Getting up at the crack of dawn, we packed up camp and made our way through the sorghum crops of the Karo to the banks of the Omo river. We jumped in a beautiful dugout canoe - hand carved from a tree trunk - and made our way to the other side.
After clambering up the muddy banks we made our way through a very desolate and dry area, which was completely different to the other side of the river. It was quite surprising how the landscape could change so dramatically. After a good walk we eventually made it to a Bumi village and spent the morning exploring the area they inhabited.
The Bumi live in the western part of the Omo and are citizens of both Ethiopia and South Sudan, being able to move freely between the two countries as the area they inhabit (and that we were in) is only a few kilometres from the border.
The Bumi people were a little unsure of us when we first arrived. We soon learnt this was actually due to us being the first tourists to visit this particular village! (I don't think we were the first foreigners as it looked like some medical teams visit the village) It wasn't too long however before we all felt comfortable (for us, we didn't want to intrude and are vary wary of being respectful of the local people) and everything was fine. I actually remember whilst taking the photo of one woman, she had no idea what the camera was and would flinch when the shutter closed. It wasn't until I showed her the screen with her portrait on it that she realised, and the biggest smile came across her face! It was pretty amazing moment and was just one of the many we had there, with whole thing adding immensely to our already extraordinary experience in the Omo.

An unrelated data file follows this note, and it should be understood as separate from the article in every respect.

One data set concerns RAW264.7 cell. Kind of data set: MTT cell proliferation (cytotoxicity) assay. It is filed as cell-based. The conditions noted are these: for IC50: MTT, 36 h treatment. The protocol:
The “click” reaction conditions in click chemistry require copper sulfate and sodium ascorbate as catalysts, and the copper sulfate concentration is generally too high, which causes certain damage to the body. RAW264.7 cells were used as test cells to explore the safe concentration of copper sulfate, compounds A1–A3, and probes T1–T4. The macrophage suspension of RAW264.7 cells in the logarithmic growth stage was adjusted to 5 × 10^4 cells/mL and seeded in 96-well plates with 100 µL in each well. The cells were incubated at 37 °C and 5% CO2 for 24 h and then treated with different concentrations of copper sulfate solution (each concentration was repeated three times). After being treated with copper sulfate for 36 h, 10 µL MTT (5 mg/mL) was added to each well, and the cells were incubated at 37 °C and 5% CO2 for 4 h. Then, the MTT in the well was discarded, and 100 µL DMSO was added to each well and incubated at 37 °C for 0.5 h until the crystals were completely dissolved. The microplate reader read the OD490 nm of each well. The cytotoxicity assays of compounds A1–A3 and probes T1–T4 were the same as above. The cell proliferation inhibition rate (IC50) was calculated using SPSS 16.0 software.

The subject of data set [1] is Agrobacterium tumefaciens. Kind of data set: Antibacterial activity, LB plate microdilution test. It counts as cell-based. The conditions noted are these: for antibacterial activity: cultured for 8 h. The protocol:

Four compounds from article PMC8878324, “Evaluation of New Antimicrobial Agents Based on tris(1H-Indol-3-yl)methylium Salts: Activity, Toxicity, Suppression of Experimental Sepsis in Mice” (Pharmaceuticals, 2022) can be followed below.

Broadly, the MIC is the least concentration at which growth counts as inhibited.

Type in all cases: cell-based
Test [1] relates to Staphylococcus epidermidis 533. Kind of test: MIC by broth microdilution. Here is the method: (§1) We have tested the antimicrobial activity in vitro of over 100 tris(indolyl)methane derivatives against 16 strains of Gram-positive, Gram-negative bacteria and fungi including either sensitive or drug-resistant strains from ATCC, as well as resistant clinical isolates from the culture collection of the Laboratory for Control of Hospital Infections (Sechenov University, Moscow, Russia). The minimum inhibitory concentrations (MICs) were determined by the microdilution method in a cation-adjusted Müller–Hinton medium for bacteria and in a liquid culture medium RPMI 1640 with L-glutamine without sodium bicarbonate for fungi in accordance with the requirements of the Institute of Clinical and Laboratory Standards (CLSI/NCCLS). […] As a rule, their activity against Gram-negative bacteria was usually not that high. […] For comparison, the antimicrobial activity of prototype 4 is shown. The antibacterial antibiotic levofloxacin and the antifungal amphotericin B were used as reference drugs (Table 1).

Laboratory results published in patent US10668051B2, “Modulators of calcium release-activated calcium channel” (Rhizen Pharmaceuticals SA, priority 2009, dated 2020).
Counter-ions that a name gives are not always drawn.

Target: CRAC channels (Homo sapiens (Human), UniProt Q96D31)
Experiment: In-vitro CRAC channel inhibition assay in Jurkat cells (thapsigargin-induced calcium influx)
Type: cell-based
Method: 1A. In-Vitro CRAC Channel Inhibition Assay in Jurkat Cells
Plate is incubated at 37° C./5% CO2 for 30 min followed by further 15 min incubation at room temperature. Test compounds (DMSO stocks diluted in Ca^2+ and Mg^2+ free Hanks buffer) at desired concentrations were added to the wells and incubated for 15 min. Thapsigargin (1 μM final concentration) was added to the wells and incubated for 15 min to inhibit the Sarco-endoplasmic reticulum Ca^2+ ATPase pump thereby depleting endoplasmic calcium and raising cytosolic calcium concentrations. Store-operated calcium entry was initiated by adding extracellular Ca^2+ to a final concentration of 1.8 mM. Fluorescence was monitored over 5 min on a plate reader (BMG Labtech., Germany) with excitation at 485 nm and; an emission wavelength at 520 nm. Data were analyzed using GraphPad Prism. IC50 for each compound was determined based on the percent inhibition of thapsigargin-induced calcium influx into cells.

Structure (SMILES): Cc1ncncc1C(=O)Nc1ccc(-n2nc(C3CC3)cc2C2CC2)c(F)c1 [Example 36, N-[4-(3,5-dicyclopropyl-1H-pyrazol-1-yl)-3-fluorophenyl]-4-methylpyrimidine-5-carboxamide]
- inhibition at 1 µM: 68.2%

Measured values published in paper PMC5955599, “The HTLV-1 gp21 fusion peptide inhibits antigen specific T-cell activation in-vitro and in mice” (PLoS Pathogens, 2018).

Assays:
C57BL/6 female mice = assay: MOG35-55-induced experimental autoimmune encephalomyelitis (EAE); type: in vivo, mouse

|arriving at the village|
|check out those earrings!|
|the men use guns to protect their livestock from being stolen and killed|
|the omo river|